Justin Raphael ’09 and Andrew Furlow ’09 both had gained litigation experience during their summer law firm work. But sitting in the U.S. Supreme Court on March 30, watching constitutional scholar Samuel Issacharoff present an oral argument they’d helped research and prepare, they gained an entirely new appreciation of the process.
Issacharoff, a professor of at New York University School of Law, was a visiting professor at HLS during the fall ’08 semester when he asked the two students to help him represent the plaintiffs in a complicated case involving asbestos litigation and bankruptcy court. Furlow recalls that when Issacharoff approached him about working on the case, he replied: “Do you have to ask?”
Travelers Indemnity v. Bailey and the consolidated case Common Law Settlement Counsel v. Bailey stem from the 1986 settlement between the bankrupt Johns-Manville Corp. and 660,000 claimants injured by exposure to asbestos. As part of the $2.8 billion settlement, insurers received immunity from future related claims.
But plaintiffs lawyers later found other grounds to sue insurers including Travelers, and the company eventually agreed to fund a $500 million trust for new plaintiffs, in return for immunity from further claims. When other plaintiffs not part of the new settlement objected, the U.S. Court of Appeals for the 2nd Circuit agreed, finding that the bankruptcy court did not have the power to immunize Travelers from the other claims. The Supreme Court granted review.
Harvard law played a role on both sides of the case, with professor and bankruptcy expert Elizabeth Warren assisting in the representation of Travelers Indemnity. “The Supreme Court was called on to rule whether the bankruptcy court had overstepped its jurisdiction with respect to the company’s insurance proceeds,” she says. “I believe that when the founders included bankruptcy in the Constitution that they envisioned a bankruptcy system that is flexible and that has the kind of broad reach that was used in this case.”
Furlow says he was delighted at how extensively he and Raphael were included in the process, which also involved other attorneys and NYU law students. From discussions of case strategies to proofing the brief to attending the moot at Georgetown the week before the arguments, “for much of the high points of a Supreme Court case, [we were] there,” says Furlow. “Pretty amazing.”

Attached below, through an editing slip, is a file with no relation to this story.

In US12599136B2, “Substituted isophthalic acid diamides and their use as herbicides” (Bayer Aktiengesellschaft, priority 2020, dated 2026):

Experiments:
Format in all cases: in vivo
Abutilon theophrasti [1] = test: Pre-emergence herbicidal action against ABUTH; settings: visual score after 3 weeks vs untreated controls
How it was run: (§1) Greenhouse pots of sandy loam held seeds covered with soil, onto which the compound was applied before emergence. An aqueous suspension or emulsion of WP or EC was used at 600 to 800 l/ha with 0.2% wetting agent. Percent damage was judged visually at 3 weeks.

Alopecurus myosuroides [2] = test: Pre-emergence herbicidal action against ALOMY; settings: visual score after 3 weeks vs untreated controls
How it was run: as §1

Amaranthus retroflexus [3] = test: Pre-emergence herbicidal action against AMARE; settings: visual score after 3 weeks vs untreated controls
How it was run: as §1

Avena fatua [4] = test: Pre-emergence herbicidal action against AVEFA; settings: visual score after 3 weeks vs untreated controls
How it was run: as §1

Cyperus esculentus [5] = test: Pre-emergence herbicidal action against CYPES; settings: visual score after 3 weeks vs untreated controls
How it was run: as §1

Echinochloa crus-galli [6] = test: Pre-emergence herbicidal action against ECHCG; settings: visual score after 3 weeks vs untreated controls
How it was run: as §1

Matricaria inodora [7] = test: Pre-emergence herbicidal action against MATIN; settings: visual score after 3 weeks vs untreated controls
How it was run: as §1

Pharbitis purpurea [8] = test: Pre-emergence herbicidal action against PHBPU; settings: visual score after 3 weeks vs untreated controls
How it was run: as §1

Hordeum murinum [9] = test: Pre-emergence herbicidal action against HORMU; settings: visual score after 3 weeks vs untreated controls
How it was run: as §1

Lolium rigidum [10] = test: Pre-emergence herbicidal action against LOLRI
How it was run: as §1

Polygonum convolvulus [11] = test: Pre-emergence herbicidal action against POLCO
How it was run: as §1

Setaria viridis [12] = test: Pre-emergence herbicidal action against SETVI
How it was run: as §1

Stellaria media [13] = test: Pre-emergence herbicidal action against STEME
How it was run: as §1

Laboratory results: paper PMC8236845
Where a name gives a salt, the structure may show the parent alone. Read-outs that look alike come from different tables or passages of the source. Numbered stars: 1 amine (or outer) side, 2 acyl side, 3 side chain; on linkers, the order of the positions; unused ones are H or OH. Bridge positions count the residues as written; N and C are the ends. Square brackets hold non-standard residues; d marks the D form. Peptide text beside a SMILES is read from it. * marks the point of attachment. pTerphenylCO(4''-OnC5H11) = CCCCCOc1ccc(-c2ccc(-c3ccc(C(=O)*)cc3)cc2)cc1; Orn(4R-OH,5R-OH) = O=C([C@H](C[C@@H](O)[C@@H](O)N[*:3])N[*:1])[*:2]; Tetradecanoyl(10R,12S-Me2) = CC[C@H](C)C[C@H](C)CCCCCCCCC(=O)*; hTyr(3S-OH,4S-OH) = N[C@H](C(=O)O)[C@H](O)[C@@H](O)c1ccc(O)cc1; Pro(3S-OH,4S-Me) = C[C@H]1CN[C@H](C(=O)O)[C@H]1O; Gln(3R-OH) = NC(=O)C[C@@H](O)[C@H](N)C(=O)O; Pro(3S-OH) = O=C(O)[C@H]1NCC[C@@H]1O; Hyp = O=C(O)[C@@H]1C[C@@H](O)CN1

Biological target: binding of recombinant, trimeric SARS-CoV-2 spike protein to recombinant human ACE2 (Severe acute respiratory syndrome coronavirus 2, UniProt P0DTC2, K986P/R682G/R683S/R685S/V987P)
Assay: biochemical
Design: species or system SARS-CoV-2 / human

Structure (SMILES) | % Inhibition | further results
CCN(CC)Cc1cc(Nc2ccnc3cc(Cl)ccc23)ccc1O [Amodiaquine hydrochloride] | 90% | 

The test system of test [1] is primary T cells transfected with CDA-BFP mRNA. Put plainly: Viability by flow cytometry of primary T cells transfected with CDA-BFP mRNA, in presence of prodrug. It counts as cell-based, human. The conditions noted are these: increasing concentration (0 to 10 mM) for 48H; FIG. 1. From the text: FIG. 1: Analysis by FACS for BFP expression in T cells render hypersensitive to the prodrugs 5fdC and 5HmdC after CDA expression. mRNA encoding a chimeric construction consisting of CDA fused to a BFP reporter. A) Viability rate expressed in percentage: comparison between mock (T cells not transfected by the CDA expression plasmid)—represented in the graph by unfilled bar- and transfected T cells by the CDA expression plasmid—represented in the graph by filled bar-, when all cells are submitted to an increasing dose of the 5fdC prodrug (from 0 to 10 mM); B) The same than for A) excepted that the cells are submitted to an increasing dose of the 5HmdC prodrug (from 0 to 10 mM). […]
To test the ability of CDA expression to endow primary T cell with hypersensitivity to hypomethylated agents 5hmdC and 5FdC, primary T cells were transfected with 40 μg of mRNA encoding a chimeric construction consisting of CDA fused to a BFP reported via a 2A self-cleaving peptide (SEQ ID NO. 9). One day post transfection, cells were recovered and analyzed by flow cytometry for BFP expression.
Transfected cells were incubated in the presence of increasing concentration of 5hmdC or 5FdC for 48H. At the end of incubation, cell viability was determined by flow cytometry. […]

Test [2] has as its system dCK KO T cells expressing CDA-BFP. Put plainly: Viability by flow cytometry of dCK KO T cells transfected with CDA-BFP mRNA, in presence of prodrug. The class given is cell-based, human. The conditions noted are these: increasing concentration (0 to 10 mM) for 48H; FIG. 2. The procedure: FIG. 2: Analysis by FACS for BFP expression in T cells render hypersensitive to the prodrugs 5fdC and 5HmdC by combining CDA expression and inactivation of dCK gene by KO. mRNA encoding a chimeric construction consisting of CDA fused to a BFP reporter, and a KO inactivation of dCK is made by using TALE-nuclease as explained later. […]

Raphael says the experience assisting in the drafting and editing of the merits brief and the brainstorming with Issacharoff and other attorneys was invaluable. “I saw first-hand how what seem like the most obscure fact … or the most arcane legal doctrine can turn a plausible argument into a strong one.” That made him appreciate “as never before how well and how broadly a lawyer has to know the facts of his case or the law that applies to it in order to find that nugget that can ultimately make the difference. They tell you that on the first day of Legal Research and Writing, but having the opportunity to work on an argument from beginning to end in this case really brought it home.”
On the day of the arguments at the Court, Furlow was surprised at how full the gallery was. For the uninitiated, he says, it didn’t seem like the most accessible subject matter. “But we were hanging on every word. We came out of the Court talking like we’d seen it a hundred times: ‘Man, Ginsburg wouldn’t let him off the hook!’ ’Did you notice how quiet Scalia was?’ But I think we were just excited to be there in the Supreme Court, listening to their questions, and knowing that we knew most of the answers.”
Raphael agrees. “It was beyond gratifying to hear the justices ask questions that really engaged with the arguments that we had parsed back and forth a thousand times. Not only did it make all of that work seem worth it and then some, but it gave me enormous confidence that I really did pick the right career.” He will start work in the fall as an associate at Paul, Weiss, Rifkind, Wharton & Garrison in New York. Furlow will clerk for Judge David Hamilton of the Southern District of Indiana and has taken an offer to start at Hogan & Hartson in Washington, D.C., in the fall of 2010.
The Court’s decision in the case is expected later this month.